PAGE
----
The impact of Nazi persecution on the movement of twentieth-century science

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Under the fascist regime of Adolf Hitler, Jewish people were persecuted for both their religion and their ethnicity, as part of his eugenicist aspirations to create an ‘Aryan’ race. Jewish people from every walk of life were persecuted, and this included leading Jewish scholars and academics living in Nazi-occupied Europe.

Nazi persecution of Jewish scientists significantly shaped the movement of science throughout the twentieth century. Persecution and oppression under the fascist regime led many Jewish scientists to continue their work and research elsewhere, meaning they were no longer contributing to the development of science in Germany.

Despite resistance from academics, Jewish scientists were forced out of institutions due to the increased momentum behind nationalist movements such as the Deutsche Physik (also known as ‘Aryan Physics’) in the late 1920s and early 1930s. These nationalist movements sought to challenge the research of Jewish scientists such as Albert Einstein, as well as other theoretical physicists, labelling their work ‘Jewish physics’.

As the situation in Nazi-occupied territory became more volatile during the 1930s, the movement of scientists to countries free from occupation was aided by the Academic Assistance Council (AAC). The AAC was founded by William Beveridge but was sustained and supported by an abundance of other academics, including Leo Szilard and J.B.S Haldane.

The aim of the AAC was to help academics at risk of persecution to find work and safety in the United Kingdom or other safe countries. By 1934, around 650 scholars had left Germany, with many academics being supported by the AAC. Rising antisemitism in Britain during the 1930s meant that the AAC did not explicitly state that they wanted to help Jewish academics affected by Nazi oppression, and instead opted to define their intentions on broader terms, stating they wished to prevent the waste of exceptional abilities exceptionally trained.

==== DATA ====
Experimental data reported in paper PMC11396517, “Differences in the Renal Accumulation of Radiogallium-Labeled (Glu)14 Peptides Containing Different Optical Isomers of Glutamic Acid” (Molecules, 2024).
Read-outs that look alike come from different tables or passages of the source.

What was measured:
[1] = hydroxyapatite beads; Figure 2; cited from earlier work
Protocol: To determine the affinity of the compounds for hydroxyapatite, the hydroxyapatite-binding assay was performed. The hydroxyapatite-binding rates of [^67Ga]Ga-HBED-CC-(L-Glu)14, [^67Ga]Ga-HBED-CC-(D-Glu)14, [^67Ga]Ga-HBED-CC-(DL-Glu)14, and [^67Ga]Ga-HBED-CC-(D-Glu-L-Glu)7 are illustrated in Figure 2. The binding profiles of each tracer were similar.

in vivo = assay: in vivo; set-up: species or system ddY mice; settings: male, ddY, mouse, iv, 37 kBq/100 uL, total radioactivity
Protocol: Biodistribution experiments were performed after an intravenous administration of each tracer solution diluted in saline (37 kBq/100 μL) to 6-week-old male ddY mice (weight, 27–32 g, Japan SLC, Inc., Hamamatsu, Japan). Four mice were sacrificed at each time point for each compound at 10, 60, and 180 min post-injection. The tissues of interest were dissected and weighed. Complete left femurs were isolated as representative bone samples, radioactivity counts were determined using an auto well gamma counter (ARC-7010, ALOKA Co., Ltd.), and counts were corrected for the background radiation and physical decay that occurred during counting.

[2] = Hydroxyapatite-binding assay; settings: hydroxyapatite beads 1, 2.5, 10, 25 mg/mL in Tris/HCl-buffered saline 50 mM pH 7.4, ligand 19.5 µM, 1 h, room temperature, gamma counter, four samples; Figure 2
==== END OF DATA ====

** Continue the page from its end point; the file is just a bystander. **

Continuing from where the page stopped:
Nazi persecution had a significant impact on the development of science

Growing hostility in Germany from the mid-1930s due to the Nuremberg Laws in 1935 as well as Anschluss and Kristallnacht in 1938 made the work of the AAC integral. Academics who left occupied territory often arrived in the United Kingdom and continued their work and research there. However, other places where academics found employment included the United States, Turkey and South America.

Nazi persecution had a significant impact on the development of science, especially in the United States and the United Kingdom in the mid-twentieth century. Scientists who were forced to stop contributing to the progression of science in Germany instead played momentous roles in furthering scientific discoveries in other parts of Europe and across the Atlantic.  

One of the most notable impacts that Nazi persecution had on the progression of science was during the Manhattan Project, which led to the development of some of the first nuclear weapons. The Manhattan Project was an initiative focused on developing atomic research. The United States led the project, but they were supported by the United Kingdom and Canada. Developments for the Manhattan Project started prior to the Second World War in 1938, with the discovery of nuclear fission by Lise Meitner, Otto Hahn and Fritz Strassmann. Albert Einstein and Leo Szilard wrote to U.S. President Franklin Roosevelt some months later to alert him to the possibility that Germany may attempt to build an atomic bomb.